Come In, We’re (Still) Open

Five Restaurants That Keep Their Kitchens Running Year-Round

As summer winds down, the food circuit in the Hamptons might slow in some spots, but it’s buzzing as ever in others if you know where to look. Or, to save you the effort, we’ve rounded up our preferred East End restaurants open all year long.

The Maidstone (207 Main St., East Hampton)Looks can be deceiving. The Maidstone Hotel’s white clapboard exterior and warm light glowing from behind its grid windows may suggest that this 19th-century construction is a cozy country inn, but such is not the case. Refurbished by a Swedish hotelier in 2008, the Maidstone is now a beacon of Scandinavian fine taste, from its design mixing contemporary lines with pops of color and art to its un-fussed but impeccable food, spurred by local seafood and fresh garden produce – think seared scallops with fresh corn or chicken cooked to a golden crisp with fennel and kale pesto. Like any reputable hotel, The Maidstone also boasts a fashionable lobby bar, with a daily happy hour menu and craft cocktails served until late for when you’re not quite ready to go home after dessert.

 

Highway Restaurant & Bar (290 Montauk Hwy., East Hampton)Sharing the same restaurant portfolio with Manhattan heavy-hitters like the NoMad Restaurant and Eleven Madison Park, Highway Restaurant & Bar may market itself as your come-on-in neighborhood kitchen, but from its décor to its service to its outstanding food, it’s a step above – if not two or three. Avocado toast with lobster, house made pastas, and ginger soy kale salads are a few of the inventive comfort foods here that change regularly with available ingredients. Whitewashed walls hung with black-and-white photos and striped pillowed banquets on make this look like a Coastal Living photo shoot – just the type of place to curl up with a bottle of wine and watch the bright light of summer mellow into fall.

 

Nick & Toni’s (136 N. Main St., East Hampton)Where would all the celebrities eat if Nick & Toni’s closed? This institution has been dishing up Tuscan fare to the American royalty for 30 years now, firing the freshest meats and fishes in its wood-burning oven, pouring the most discerning vintages from its extensive wine list, hanging the most unusual outsider art on its walls to make sure there’s a certain degree of levity accompanying that Dungeness crab bucatinni. Lamb, pork chops, and free range chicken cooked in simple but perfectly-executed up-dos embody the Italian philosophy that less is more when ingredients are good enough to speak for themselves. Unlike the summer months when getting a table here can be a trial in patience, autumn brings better odds, though a happy alternative is to come for brunch: buttermilk-fried chicken with black-pepper waffles, and smoked salmon scrambled eggs with shaved asparagus and baby watercress add discerning twists to the classics, best washed down with fine champagne.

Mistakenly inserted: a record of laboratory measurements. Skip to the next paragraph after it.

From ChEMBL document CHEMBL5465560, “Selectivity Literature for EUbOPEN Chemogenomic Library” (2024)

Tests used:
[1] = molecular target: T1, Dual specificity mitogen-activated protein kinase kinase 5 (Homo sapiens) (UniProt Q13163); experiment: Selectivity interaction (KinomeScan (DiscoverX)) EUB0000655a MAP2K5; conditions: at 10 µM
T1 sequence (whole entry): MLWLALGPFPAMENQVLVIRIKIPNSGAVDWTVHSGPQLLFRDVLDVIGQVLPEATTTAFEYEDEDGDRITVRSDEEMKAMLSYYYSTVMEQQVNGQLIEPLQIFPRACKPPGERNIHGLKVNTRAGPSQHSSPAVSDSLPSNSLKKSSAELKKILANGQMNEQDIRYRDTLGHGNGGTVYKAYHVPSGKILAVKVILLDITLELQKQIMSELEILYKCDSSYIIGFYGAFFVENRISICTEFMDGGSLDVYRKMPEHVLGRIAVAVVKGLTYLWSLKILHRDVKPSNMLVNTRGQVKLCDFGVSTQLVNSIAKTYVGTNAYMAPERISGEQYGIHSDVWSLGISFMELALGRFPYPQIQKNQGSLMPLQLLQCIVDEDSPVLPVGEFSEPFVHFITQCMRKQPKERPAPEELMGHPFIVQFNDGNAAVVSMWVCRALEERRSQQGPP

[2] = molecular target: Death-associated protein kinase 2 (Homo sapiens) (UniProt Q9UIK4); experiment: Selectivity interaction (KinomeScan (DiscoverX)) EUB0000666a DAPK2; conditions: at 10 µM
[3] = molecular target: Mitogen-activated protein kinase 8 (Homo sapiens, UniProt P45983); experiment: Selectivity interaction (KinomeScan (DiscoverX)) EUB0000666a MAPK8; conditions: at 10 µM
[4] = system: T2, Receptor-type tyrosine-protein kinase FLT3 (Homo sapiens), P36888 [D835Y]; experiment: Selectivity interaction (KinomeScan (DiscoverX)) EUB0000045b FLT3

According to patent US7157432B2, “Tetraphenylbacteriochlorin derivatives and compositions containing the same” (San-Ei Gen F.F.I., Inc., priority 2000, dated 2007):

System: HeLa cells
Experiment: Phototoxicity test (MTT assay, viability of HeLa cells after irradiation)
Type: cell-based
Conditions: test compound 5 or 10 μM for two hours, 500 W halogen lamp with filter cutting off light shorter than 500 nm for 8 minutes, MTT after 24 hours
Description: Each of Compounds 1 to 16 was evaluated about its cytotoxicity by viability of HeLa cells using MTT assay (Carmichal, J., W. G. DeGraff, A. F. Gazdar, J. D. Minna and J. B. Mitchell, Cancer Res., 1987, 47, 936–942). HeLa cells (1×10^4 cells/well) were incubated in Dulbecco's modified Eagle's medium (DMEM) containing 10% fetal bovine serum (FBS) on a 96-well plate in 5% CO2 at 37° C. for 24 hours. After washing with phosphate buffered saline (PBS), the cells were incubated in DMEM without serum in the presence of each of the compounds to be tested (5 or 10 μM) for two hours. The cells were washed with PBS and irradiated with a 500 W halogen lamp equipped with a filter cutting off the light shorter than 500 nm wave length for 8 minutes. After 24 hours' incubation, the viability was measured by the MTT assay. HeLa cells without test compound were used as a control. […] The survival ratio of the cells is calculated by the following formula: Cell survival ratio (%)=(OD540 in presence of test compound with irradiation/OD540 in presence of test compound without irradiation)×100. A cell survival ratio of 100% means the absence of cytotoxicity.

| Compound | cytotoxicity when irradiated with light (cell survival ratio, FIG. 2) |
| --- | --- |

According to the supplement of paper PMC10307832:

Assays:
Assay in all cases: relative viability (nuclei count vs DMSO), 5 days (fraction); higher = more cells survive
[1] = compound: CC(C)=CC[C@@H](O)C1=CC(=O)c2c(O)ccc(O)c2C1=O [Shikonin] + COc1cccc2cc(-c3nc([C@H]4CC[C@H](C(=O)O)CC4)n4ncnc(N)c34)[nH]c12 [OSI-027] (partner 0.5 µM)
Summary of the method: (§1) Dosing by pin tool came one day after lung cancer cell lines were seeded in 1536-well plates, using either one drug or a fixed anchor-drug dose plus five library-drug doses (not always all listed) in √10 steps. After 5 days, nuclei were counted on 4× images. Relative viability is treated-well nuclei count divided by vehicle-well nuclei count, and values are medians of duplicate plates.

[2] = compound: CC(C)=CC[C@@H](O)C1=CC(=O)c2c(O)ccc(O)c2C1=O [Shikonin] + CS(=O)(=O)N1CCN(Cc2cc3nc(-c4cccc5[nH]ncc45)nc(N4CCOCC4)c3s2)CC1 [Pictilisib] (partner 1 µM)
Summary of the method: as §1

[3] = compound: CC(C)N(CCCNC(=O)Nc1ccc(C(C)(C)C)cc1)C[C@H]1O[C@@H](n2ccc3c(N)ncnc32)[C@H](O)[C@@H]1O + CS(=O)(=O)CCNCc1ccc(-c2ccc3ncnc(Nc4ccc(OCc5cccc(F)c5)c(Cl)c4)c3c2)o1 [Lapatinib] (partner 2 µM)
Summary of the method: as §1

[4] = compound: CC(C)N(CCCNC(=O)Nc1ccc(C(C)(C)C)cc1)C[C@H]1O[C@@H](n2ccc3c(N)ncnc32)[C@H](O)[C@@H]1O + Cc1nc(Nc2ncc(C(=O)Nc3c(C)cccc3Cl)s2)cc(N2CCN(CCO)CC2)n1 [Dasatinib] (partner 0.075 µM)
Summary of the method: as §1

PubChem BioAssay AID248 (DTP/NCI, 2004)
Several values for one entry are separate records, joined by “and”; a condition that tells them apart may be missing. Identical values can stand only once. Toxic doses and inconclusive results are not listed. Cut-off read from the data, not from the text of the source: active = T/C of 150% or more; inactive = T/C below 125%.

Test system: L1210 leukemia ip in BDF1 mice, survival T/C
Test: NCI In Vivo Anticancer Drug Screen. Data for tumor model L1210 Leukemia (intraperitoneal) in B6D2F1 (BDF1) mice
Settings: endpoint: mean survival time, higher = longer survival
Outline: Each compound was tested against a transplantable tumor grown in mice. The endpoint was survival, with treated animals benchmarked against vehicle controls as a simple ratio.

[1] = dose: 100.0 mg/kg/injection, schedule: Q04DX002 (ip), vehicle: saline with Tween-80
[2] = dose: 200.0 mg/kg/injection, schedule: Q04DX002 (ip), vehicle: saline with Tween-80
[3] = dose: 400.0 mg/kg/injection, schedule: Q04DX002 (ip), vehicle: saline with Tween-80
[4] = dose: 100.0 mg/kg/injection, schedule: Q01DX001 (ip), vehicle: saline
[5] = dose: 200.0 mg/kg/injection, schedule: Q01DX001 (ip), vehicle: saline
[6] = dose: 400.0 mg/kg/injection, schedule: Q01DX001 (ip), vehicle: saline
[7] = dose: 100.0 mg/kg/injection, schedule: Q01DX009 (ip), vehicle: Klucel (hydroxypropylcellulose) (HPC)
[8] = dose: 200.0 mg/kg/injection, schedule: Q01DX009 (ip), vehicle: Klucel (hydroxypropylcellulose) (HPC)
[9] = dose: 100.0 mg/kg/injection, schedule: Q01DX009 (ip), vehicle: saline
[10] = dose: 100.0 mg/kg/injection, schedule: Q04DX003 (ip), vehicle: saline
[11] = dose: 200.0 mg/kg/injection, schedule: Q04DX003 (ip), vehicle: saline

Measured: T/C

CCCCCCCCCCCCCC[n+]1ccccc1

Pierre’s (2468 Main St., Bridgehampton)Leave it to the French to turn up the after-dark charm. For a flirty date night or adults-only evening out, Pierre’s is undoubtedly the place to go. From dusk until nearly midnight, the buzzing bar stays packed with handsome patrons using Aperol Spritzes and French 75s to wash down herbed goat cheese with lavender honey or a few of the freshest oysters; it’s certainly a scene. But for a bit more romance, reserve a table in the white tablecloth dining room. You won’t find any fusion food on the menu (written first and foremost in French), but rather all the typical offerings of a South of France bistro – a seafood pot au feu, whole Branzino with Provencale herbs, poached or grilled lobster, and prix-fixe meals that include a glass of wine. A bakery and café in front – and another in Sag Harbor – serves pastries, sandwiches and salads all day long, but Pierre’s glitters most at night.

 

The Halyard (58775 Route 38, Greenport)Come for the unobstructed views of the Long Island Sound, stay for the lobster sliders, the “Kitchen Sink Shellfish Pasta” loaded with heaps of the freshest seafood, the filet mignon with sweet fig… need we go on? Overseen by James Beard Award–winning chef Galen Zamarra, The Halyard opened last year as the much-anticipated restaurant of the much- anticipated renovated Sound View Inn, remade by Brooklyn’s Studio Tack to be one of the most fashionable properties in the North Fork. The menu is what one might call “beach bistro” – oysters fresh or fried, seafood soups, a double-patty burger – but done up to such a level that reviewers are hailing Halyards as the latest North Fork restaurant to to join the ranks of gourmet brethren like Noah’s and North Fork Table. This part of the East End is more and more establishing its culinary scene as high- quality, low-pretense, and The Halyard may well be leading the brigade.